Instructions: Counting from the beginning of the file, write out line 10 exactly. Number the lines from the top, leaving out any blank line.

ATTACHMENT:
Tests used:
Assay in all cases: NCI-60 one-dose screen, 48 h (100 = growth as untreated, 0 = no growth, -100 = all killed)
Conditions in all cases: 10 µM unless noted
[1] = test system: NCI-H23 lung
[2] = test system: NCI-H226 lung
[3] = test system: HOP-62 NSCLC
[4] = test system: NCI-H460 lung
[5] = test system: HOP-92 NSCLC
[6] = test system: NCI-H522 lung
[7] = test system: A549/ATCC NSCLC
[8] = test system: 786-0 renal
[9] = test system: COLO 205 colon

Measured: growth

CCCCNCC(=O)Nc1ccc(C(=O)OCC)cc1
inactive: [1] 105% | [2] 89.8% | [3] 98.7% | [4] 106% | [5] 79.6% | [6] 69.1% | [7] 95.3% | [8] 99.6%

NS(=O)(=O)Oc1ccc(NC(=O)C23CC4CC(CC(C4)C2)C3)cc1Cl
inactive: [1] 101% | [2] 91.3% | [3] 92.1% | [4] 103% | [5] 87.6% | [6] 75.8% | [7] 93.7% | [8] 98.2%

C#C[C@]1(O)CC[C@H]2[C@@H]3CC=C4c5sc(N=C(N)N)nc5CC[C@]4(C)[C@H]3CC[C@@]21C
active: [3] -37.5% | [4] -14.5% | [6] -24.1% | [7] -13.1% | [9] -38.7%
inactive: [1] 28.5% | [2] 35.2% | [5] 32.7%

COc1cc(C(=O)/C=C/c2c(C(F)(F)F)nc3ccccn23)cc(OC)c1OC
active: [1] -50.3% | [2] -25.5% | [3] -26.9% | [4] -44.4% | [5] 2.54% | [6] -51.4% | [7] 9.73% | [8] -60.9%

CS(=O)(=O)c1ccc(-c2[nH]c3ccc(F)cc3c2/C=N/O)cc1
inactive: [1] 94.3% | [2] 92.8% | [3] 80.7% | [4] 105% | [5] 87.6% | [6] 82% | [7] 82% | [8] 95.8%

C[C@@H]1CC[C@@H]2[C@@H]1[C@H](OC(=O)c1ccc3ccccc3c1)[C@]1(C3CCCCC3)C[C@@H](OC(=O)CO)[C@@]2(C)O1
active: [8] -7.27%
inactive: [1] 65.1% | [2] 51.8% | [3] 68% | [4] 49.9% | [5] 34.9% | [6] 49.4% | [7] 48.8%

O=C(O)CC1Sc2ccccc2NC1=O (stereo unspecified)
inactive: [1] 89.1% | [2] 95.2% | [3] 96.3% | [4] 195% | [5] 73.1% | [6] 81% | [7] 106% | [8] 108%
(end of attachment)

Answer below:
[7] = test system: A549/ATCC NSCLC